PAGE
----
For the Puritan separatists of seventeenth-century New England,
"godliness," as manifested by the body, was the sign of election,
and the body, with its material demands and metaphorical
significance, became the axis upon which all colonial activity and
religious meaning turned.
Drawing on literature, documents, and critical studies of
embodiment as practiced in the New England colonies, Martha L.
Finch launches a fascinating investigation into the scientific,
theological, and cultural conceptions of corporeality at a pivotal
moment in Anglo-Protestant history. Not only were settlers forced
to interact bodily with native populations and other "new world"
communities, they also fought starvation and illness; were whipped,
branded, hanged, and murdered; sang, prayed, and preached; engaged
in sexual relations; and were baptized according to their faith.
All these activities shaped the colonists' understanding of their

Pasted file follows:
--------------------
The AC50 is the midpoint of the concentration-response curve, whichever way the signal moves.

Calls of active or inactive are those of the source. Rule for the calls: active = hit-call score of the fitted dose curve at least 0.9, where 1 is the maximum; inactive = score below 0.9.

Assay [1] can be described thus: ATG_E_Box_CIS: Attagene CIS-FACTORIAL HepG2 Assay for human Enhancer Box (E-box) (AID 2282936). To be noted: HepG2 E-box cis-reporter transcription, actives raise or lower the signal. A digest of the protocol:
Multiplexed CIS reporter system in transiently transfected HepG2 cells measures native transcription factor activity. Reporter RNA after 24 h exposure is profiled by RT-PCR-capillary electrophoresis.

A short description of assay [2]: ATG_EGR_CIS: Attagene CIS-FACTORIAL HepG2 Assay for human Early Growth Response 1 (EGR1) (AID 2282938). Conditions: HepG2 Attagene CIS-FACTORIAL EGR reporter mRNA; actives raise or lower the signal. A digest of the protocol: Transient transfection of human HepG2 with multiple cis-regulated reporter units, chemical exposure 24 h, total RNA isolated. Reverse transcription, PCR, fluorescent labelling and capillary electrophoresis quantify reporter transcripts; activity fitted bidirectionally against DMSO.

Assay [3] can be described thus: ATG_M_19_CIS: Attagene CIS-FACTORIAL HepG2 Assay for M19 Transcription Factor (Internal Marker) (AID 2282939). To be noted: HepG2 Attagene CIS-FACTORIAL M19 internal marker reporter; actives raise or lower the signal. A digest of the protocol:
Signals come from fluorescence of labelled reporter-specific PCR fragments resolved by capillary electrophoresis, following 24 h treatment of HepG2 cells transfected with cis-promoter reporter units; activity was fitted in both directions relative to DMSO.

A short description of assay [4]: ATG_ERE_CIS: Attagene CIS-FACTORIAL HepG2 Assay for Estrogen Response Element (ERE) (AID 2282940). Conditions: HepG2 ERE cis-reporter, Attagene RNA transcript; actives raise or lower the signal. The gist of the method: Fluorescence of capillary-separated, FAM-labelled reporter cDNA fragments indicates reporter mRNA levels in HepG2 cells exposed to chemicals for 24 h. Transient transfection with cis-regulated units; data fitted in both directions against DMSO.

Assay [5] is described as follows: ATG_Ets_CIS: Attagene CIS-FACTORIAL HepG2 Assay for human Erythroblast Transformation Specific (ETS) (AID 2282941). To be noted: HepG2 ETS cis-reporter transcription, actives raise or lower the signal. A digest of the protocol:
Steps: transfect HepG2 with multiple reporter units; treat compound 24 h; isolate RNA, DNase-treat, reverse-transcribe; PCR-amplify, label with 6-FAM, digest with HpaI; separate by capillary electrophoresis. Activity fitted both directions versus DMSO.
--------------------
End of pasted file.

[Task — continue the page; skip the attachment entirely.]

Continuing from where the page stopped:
existence and the godly principles of their young society.
Finch focuses specifically on Plymouth Colony and those who
endeavored to make visible what they believed to be God's divine
will. Quakers, Indians, and others challenged these beliefs, and
the constant struggle to survive, build cohesive communities, and
regulate behavior forced further adjustments. Merging theological,
medical, and other positions on corporeality with testimonies on
colonial life, Finch brilliantly complicates our encounter with
early Puritan New England.
Subjects: Religion, History
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